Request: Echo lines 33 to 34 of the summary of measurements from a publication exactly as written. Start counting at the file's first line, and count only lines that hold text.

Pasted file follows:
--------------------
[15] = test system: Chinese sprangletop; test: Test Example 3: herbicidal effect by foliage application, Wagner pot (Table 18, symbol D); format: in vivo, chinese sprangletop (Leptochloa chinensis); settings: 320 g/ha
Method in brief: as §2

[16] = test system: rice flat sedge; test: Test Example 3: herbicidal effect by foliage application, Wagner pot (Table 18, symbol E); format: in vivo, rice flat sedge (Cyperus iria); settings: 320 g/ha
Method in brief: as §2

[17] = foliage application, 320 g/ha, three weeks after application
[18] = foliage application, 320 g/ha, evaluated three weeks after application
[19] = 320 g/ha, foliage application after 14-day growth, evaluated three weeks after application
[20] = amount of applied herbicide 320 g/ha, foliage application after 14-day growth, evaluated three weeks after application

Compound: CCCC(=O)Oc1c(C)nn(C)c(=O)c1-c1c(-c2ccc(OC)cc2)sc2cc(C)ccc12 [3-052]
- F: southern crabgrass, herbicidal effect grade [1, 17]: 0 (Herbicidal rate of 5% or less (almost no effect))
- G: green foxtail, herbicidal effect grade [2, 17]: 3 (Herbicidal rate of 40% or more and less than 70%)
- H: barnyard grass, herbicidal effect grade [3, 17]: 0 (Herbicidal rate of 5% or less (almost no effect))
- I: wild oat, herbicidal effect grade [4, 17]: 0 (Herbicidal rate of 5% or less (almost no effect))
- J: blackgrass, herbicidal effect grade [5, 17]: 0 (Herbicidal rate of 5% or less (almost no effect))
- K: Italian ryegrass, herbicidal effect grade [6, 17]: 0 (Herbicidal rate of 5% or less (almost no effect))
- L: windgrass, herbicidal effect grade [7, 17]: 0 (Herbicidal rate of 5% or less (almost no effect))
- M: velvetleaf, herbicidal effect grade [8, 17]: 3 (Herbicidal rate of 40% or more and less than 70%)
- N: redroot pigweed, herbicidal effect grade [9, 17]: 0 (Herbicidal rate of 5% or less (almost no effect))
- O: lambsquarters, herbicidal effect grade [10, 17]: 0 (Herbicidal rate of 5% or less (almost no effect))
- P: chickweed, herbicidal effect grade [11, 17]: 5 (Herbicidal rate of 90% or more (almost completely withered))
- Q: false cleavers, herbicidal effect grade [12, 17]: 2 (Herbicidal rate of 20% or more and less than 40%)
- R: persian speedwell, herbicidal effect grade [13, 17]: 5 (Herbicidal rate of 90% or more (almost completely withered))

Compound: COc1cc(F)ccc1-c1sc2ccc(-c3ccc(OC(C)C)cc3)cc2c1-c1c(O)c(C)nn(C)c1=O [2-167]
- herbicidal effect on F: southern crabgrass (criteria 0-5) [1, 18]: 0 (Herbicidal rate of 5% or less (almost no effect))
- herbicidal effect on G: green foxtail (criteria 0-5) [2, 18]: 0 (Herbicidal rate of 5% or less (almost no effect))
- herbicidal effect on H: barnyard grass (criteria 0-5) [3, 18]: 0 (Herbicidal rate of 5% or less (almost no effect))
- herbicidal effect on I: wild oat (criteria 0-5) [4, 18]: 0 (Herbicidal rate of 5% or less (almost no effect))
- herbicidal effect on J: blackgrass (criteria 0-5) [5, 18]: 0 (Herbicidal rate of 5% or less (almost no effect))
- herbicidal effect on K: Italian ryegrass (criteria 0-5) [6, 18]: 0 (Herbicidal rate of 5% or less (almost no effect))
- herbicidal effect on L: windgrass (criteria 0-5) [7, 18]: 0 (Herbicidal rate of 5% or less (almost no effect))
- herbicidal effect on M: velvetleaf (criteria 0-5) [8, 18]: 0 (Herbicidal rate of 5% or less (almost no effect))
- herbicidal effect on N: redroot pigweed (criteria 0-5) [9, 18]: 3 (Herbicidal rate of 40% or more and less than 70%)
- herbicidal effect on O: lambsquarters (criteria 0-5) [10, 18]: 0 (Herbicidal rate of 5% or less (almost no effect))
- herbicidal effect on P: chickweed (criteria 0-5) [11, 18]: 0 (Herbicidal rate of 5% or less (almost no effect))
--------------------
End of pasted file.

- herbicidal effect on O: lambsquarters (criteria 0-5) [10, 18]: 0 (Herbicidal rate of 5% or less (almost no effect))
- herbicidal effect on P: chickweed (criteria 0-5) [11, 18]: 0 (Herbicidal rate of 5% or less (almost no effect))